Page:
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"We're rollin' on the Mickey's Birthdayland Express"

"We're rollin' on the Mickey's Birthdayland Express"

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Today's lesson: Sometimes our Disney fan obsessions do pay off.

When EPCOT Center opened in 1982, Steve Hansen was already an accomplished puppeteer and performer, working as the PuppetMan in World Showcase. Someone as talented & versatile as Steve was bound to go far in the Walt Disney world.

In 1988 Steve was hired as show writer and director for Mickey's Birthdayland, the first new "land" to be added to the Magic Kingdom.

 Photo by Jeff Lange

Faced with the task of getting guests to the new land, tucked away in the northeast corner of the Magic Kingdom, the decision was made to re-theme the WDW Railroad as Mickey's Birthdayland Express. The Main Street Depot and the trains themselves would be decorated with balloons and bunting and stacks of presents, and an all-new ride experience would be created for the “Grand Circle Tour of the Magic Kingdom.”

Steve knew I was an obsessed fan of old Disneyland ride narrations. He invited me to help create the new train show and to write & record the narration.

I started by riding the train with a stop watch and notepad, timing each segment of the trip and noting each landmark & transition. This way the script would (hopefully) blend seamlessly with the guest experience.

 Photo by Jeff Lange

We wanted some theming along the tracks to build anticipation for the party. So we planted little scenes along the way that would show the rest of the Disney Gang were heading there too. The Three Pigs were pictured in their House of Straw on a raft in the waterway that ran alongside the track. The Mad Hatter's Tea Party was out in the woods. But there was no one at the table. A sign declared "Gone to Mickey's Party." Pinocchio, Cleo & Figaro were shown en route to the party, enjoying a puppet show at Stromboli's wagon before they continued on their way.

I thought we might put a cut-out of Goofy & his jalopy out there, with the hood up and smoke pouring from his overheated engine. Steve suggested actually putting the real Goofy and a real car out by the tracks. He could flag down the train, trying to hop on. I told him they'd never put a costumed character to sit out in the woods waiting for the next train to come along.

Steve got them to do it! (On days when there was no live performer a cutout Goof was placed next to the car.)

 Photo by Jeff Lange

With another "brilliant" idea of mine, I wasn't so lucky. I wanted a railroad crossing set up with red lights and a clanging bell. Stopped at the crossing, waiting for the train to pass, would be Cruella in her long Coupe De Vil. Naturally she'd be glaring out the window, angrily waiting for us to pass.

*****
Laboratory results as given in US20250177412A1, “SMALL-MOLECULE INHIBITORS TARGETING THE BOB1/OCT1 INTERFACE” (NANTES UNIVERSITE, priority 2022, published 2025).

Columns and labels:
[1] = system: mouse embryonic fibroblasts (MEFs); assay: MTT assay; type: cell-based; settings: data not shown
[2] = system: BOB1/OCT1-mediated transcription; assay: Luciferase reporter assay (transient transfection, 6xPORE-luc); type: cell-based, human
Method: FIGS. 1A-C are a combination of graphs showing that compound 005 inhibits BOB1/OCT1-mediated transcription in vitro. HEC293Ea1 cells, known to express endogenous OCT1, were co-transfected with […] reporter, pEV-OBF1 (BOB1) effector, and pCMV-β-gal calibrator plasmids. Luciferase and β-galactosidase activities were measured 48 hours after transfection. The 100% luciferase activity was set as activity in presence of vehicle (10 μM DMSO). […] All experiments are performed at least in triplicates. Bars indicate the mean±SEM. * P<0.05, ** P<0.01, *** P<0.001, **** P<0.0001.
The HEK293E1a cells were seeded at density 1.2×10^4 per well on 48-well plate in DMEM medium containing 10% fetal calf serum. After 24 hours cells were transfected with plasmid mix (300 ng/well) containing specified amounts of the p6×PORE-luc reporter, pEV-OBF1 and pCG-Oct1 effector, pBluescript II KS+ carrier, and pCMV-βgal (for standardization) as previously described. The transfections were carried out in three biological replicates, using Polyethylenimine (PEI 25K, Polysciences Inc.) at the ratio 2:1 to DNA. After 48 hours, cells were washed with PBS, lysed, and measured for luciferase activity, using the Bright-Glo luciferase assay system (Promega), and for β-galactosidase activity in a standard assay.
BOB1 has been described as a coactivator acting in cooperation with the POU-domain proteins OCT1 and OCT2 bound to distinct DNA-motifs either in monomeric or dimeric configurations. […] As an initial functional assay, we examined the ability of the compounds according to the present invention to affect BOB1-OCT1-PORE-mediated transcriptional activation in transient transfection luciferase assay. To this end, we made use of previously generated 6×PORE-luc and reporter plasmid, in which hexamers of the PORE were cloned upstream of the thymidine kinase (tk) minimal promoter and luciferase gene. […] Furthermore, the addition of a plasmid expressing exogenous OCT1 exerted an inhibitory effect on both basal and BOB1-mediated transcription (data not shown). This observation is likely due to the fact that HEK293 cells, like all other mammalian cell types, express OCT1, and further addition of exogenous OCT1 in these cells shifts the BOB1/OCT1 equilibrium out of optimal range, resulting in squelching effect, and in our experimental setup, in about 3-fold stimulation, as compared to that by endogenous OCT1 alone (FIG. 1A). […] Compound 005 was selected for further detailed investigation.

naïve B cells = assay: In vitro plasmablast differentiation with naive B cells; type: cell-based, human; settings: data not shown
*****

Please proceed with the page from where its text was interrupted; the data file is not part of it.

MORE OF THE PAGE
And packed into the car would be all the other great Disney Villains, smashed together in the back seat – with Chernabog crushed and hunched over behind the others.

Steve liked the idea and presented it for approval at an executive meeting. It was voted down because, as one fellow put it, “The Disney villains wouldn't do that.” It wasn't long after this that "Who Framed Roger Rabbit" was released, proving that the Disney Villains were only acting evil (and probably did carpool to work).

Photo by Jeff Lange

When I started scripting the narration, I was most inspired by the long-gone "Mine Train thru Nature's Wonderland" at Disneyland. That narrator had a folksy charm and a dry sense of humor. That attitude would keep the script from becoming too saccharine, so I used that same frontier dialect in the recording session:

“Howdy, folks! And welcome aboard the Walt Disney World Railroad, leavin' for a grand circle trip around the Magic Kingdom with stops at Frontierland and Duckburg, U.S.A., home of Mickey's Birthdayland.

While we're movin', please remain seated with your hands, arms, legs, and anything else you got inside the train. And if you want to laugh, sing or kiss your neighbor, that's fine ... But please refrain from eatin', drinkin and smokin'!

We're now passin' through the outskirts of Adventureland. If you hear the anguished cries of a jungle beast echoin' through the undergrowth ... It's only me. I got my big toe caught in the brake.”

Photo by Jeff Lange

While writing the proposal I had an idea for a gag that I put in just for Steve to read. I never intended it for the ride itself, and I was sure he'd get a kick out of it and then cut it out:

“There across the river is Liberty Square – Home of the inspiring Haunted Mansion ... and the spooky Hall of Presidents.”

When we got around to recording the narration track, Steve said, “Do it.”

I was amazed. “You can't put that on the ride!”

Steve smiled, “Do it.” So I did it. We cut the track and didn't record an alternate take.

 Photo by Jeff Lange

The gag was still there in the final edit. It was burned into the narration disc, installed on the trains and it passed inspection by management. I could only assume they were enjoying the view at that moment.